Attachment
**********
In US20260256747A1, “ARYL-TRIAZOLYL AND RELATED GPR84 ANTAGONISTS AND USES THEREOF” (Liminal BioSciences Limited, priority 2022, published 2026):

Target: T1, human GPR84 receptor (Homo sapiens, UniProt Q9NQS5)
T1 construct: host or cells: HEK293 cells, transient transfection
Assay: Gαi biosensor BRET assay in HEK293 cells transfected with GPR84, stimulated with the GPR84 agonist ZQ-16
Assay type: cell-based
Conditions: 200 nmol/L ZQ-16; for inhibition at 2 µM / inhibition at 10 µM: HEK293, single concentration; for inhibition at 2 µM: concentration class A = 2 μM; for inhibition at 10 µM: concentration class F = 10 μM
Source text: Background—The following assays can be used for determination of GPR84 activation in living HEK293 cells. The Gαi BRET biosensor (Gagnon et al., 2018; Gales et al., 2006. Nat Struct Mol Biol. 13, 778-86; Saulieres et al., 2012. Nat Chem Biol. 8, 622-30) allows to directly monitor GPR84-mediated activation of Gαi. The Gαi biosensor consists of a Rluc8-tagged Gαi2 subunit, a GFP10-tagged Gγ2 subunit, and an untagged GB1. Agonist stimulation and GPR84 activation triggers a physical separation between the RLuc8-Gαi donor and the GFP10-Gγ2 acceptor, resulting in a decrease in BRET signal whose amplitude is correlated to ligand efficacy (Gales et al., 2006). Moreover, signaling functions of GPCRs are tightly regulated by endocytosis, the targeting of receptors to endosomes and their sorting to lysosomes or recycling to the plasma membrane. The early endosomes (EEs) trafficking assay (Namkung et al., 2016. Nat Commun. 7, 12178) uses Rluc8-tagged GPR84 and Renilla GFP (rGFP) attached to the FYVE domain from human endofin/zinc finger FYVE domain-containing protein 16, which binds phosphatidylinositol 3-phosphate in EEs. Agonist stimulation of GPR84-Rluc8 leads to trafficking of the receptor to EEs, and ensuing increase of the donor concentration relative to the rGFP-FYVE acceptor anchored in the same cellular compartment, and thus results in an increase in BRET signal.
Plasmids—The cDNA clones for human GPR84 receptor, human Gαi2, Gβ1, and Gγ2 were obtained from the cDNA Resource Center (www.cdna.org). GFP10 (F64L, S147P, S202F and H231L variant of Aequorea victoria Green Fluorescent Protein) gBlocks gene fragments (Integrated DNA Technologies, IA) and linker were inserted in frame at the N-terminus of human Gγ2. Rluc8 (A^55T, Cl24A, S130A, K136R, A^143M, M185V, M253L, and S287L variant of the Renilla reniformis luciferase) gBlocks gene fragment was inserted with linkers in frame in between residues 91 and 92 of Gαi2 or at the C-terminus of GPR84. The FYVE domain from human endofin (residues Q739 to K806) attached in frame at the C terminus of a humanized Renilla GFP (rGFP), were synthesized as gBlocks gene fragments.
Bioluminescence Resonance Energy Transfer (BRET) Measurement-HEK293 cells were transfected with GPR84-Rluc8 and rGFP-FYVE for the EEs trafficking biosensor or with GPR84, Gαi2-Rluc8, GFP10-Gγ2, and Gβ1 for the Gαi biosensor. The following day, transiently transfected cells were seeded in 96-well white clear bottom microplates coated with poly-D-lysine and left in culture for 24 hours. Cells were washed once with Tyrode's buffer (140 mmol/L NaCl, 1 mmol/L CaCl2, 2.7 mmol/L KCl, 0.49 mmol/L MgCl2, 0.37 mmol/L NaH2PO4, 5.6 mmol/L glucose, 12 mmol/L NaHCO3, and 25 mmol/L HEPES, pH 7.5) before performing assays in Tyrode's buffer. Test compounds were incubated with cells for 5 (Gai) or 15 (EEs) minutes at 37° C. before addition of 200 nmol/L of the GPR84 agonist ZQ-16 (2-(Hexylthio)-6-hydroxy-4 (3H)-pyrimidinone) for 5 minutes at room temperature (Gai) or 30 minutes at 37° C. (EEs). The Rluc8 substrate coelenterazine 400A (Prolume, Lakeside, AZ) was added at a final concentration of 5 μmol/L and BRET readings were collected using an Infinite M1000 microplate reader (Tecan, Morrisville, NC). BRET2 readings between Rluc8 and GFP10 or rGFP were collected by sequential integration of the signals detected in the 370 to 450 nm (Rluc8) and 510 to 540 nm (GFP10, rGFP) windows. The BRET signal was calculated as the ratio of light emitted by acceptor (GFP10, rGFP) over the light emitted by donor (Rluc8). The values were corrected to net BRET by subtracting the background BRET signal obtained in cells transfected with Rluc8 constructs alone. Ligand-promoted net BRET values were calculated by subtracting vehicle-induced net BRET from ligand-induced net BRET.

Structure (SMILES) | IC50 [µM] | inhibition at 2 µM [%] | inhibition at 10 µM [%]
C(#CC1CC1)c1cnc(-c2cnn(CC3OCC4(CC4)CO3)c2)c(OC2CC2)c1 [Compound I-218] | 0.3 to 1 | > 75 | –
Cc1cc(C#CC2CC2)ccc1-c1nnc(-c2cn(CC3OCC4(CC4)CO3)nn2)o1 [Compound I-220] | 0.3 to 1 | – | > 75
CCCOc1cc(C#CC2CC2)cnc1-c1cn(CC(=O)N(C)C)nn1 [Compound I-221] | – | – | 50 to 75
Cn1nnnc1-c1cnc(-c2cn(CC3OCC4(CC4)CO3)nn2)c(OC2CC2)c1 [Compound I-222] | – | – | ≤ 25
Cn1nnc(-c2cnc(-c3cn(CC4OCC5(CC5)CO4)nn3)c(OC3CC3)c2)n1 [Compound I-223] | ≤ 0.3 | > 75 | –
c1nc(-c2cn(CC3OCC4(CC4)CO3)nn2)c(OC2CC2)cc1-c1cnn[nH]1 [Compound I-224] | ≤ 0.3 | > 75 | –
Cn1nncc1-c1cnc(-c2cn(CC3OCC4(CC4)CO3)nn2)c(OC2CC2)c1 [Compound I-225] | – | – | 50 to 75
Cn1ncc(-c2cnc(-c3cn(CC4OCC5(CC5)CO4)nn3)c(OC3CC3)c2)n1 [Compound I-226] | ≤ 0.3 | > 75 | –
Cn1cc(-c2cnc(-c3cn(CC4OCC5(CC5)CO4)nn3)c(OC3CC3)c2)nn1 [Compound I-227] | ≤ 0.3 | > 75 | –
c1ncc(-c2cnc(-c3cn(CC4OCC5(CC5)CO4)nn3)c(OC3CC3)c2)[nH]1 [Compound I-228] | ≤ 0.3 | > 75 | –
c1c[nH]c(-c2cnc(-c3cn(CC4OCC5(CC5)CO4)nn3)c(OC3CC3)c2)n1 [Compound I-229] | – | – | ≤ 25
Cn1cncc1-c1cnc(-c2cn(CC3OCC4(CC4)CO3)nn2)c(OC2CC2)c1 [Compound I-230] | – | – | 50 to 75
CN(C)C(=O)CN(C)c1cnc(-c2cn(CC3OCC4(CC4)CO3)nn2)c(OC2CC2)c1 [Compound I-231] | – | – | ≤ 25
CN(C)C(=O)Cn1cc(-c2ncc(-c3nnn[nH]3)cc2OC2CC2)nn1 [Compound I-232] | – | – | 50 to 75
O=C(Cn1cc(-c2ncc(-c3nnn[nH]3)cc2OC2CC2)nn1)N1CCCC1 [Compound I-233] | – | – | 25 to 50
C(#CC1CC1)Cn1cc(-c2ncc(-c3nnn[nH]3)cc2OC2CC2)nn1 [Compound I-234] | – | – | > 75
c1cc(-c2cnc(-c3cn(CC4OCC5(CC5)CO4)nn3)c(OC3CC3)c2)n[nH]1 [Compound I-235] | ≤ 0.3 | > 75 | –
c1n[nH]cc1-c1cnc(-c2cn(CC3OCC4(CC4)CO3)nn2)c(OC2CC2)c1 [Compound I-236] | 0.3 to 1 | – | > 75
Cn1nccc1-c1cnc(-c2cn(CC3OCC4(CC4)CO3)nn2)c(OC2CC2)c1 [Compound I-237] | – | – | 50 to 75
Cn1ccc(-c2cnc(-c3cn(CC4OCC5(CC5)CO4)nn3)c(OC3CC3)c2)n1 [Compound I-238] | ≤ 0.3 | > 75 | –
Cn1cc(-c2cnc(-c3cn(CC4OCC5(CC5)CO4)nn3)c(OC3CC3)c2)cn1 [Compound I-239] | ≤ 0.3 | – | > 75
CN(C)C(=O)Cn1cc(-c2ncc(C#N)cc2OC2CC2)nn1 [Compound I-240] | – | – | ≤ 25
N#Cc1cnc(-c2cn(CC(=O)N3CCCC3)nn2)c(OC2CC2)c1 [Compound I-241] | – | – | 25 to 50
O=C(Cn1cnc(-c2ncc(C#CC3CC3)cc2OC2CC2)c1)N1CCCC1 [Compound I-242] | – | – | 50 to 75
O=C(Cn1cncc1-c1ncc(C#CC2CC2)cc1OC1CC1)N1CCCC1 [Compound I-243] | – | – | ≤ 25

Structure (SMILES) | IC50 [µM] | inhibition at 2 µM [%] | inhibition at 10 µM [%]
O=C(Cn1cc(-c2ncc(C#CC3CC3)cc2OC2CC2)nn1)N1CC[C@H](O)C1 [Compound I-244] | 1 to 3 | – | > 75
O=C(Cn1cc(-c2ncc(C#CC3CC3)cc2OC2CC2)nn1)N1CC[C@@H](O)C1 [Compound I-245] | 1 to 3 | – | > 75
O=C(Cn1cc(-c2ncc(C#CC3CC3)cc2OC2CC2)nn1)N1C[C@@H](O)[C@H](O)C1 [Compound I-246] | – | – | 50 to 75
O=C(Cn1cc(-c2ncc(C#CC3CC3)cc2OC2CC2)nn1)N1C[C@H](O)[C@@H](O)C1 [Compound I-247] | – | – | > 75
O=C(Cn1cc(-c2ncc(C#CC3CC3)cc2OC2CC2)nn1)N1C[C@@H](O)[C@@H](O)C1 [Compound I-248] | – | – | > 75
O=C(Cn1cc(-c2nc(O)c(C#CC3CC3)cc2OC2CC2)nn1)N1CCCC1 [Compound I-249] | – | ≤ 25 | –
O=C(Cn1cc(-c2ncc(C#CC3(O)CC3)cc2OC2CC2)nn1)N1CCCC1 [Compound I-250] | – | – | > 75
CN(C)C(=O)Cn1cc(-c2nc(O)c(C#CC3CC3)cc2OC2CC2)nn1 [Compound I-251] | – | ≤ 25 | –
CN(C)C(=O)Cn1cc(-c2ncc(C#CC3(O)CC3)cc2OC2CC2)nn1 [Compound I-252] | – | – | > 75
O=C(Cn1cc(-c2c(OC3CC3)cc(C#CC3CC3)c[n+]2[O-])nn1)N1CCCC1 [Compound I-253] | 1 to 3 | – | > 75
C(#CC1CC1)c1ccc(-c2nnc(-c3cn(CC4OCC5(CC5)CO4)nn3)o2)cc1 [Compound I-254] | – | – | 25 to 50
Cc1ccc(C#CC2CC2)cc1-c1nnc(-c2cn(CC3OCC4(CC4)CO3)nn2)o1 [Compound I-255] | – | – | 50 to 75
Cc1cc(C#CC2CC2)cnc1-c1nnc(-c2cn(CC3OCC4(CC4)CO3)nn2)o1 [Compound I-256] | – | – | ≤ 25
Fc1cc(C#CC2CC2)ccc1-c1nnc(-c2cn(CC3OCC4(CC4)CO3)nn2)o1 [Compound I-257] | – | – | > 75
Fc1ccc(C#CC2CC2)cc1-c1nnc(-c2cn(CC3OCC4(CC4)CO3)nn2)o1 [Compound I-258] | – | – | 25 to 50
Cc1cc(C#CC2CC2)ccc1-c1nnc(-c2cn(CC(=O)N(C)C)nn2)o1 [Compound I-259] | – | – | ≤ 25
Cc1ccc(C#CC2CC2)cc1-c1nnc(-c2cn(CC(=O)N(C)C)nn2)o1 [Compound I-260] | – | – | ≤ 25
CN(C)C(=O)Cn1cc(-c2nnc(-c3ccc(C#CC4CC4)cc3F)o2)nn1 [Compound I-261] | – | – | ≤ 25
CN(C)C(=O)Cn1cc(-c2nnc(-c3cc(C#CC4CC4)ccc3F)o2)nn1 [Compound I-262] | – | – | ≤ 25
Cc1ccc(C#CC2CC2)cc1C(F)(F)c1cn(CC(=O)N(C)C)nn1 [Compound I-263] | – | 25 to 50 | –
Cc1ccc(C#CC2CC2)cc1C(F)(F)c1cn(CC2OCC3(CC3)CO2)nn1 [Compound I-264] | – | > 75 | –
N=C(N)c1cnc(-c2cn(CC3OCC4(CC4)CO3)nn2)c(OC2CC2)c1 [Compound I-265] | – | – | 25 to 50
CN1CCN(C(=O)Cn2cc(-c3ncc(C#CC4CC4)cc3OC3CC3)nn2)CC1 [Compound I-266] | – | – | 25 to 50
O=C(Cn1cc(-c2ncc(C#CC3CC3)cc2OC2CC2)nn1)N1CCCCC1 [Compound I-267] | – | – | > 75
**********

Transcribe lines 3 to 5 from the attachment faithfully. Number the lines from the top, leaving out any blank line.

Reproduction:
T1 construct: host or cells: HEK293 cells, transient transfection
Assay: Gαi biosensor BRET assay in HEK293 cells transfected with GPR84, stimulated with the GPR84 agonist ZQ-16
Assay type: cell-based